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Kick-Ass 2 Trailer - Page 3

post #61 of 140
Loved the trailer. I'll be in the line on day one! biggrin.gif
post #62 of 140
Looking forward in reading your review raaj
post #63 of 140
Quote:
Originally Posted by raaj View Post

Loved the trailer. I'll be in the line on day one! biggrin.gif
+1
post #64 of 140
Quote:
Originally Posted by raaj View Post

Loved the trailer. I'll be in the line on day one! biggrin.gif
Quote:
Originally Posted by oink View Post

+1

+2! The 4.5 minute trailer made me laugh out loud half a dozen times. If the film is half as funny as the trailer, we are in for a treat.
post #65 of 140
It really feels like they've managed to reproduce the magic, and the more I see of Carrey's character, the more it looks like he nailed it. This is one of those movies that I was almost afraid for them to try a sequel to, but it truly looks like they "get" it!
post #66 of 140
Quote:
Originally Posted by J_P_A View Post

It really feels like they've managed to reproduce the magic, and the more I see of Carrey's character, the more it looks like he nailed it. This is one of those movies that I was almost afraid for them to try a sequel to, but it truly looks like they "get" it!

Don't know if Carrey is back on board. He "sort of" apologized via Twitter so I'm hoping all is good when it comes time to push the movie.

On another note, I could never understand why "Kick Ass", as funny as it is (there's just something hysterical about McLovin playing a hard ass, even if it's for laughs), is alway discounted (not that there's anything wrong with that.) It took in $48 million in domestic and $49 million in international with about $24 million in DVD sales. I picked it up for $4.99 on blu-ray about a year ago. It's currently $7.50 on Amazon.

There's just something funny about McLovin playing a hard ass, even if it's for laughs.
post #67 of 140
Quote:
Originally Posted by smudge981 View Post

Don't know if Carrey is back on board. He "sort of" apologized via Twitter so I'm hoping all is good when it comes time to push the movie........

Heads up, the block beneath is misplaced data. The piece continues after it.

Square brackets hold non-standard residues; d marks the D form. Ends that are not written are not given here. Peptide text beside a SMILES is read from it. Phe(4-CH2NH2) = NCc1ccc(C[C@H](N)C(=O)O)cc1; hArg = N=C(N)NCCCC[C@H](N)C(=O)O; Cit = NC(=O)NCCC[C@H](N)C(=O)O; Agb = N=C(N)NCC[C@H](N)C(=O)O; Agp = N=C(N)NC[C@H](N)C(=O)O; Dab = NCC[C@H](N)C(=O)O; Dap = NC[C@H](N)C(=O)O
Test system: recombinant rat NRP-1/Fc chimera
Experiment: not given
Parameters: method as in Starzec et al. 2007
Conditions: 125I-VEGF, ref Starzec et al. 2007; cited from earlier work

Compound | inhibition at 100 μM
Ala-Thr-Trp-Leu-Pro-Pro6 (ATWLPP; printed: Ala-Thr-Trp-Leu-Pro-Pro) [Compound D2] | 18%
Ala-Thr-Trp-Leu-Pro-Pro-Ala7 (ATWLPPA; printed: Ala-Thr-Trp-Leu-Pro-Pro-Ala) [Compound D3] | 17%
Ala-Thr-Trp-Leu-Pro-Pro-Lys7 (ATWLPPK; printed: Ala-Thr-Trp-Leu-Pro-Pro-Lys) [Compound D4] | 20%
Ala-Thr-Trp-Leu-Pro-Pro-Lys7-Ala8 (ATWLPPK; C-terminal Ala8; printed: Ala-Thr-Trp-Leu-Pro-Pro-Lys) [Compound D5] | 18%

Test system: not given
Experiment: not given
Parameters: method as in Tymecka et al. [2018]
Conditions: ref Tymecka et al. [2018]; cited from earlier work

Aside from the potential impact to the movie's success, I'm not concerned about Carrey being "on board" or not. As long as his performance is up to snuff, his change of heart after cashing the check is a reflection on him, not the movie as far as I'm concerned.

But I see your point. I would hope Carrey is willing to do the publicity to help drive some hype around the film.
post #68 of 140
Quote:
Originally Posted by J_P_A View Post

It really feels like they've managed to reproduce the magic, and the more I see of Carrey's character, the more it looks like he nailed it.
+1
post #69 of 140
This is getting some good coverage. Even CNN ran a short piece about it.

http://www.cnn.com/2013/07/20/showbiz/comic-con-kick-ass/index.html?hpt=hp_c3
post #70 of 140
Quote:
Originally Posted by J_P_A View Post

Aside from the potential impact to the movie's success, I'm not concerned about Carrey being "on board" or not. As long as his performance is up to snuff, his change of heart after cashing the check is a reflection on him, not the movie as far as I'm concerned.

But I see your point. I would hope Carrey is willing to do the publicity to help drive some hype around the film.

I sort of look at it as a business. You just need one malcontent to be at the wrong place at the wrong time and say the wrong thing to affect the bottom line. This had the potential to do just that. Mr Carrey had the option to plow on or backtrack and I am glad he did the latter. Of course, there's the other extreme, too. The squeaky wheel gets the grease.
post #71 of 140
For sure. It certainly has the potential to be some bad publicity. But with a movie like this, there's really no telling if bad publicity would hurt or help the bottom line. All in all it would probably have been better for Carrey to keep his pie hole shut, but on a personal level, I'm not concerned about his convictions. Everyone else has to make up their own mind as to how it affects the way they view the movie.
post #72 of 140
Quote:
Originally Posted by smudge981 View Post

The squeaky wheel gets the grease.
A truism among politicians.wink.gif

Quote:
Originally Posted by J_P_A View Post

Everyone else has to make up their own mind as to how it affects the way they view the movie.
FWIW, I don't think violence on-screen has much to do with violence in the streets.

What the hell....we have had violence on-screen since the Silent Era.
To suddenly blame Hollywood movies (as some of those self-righteous blowhards do) for society's ills is disingenuous at best.
post #73 of 140
Quote:
Originally Posted by oink View Post

.....
FWIW, I don't think violence on-screen has much to do with violence in the streets.

What the hell....we have had violence on-screen since the Silent Era.
To suddenly blame Hollywood movies (as some of those self-righteous blowhards do) for society's ills is disingenuous at best.

You and I may not be so different, after all smile.gif

Preach it brotha'!
post #74 of 140
Quote:
Originally Posted by J_P_A View Post

For sure. It certainly has the potential to be some bad publicity. But with a movie like this, there's really no telling if bad publicity would hurt or help the bottom line. All in all it would probably have been better for Carrey to keep his pie hole shut, but on a personal level, I'm not concerned about his convictions. Everyone else has to make up their own mind as to how it affects the way they view the movie.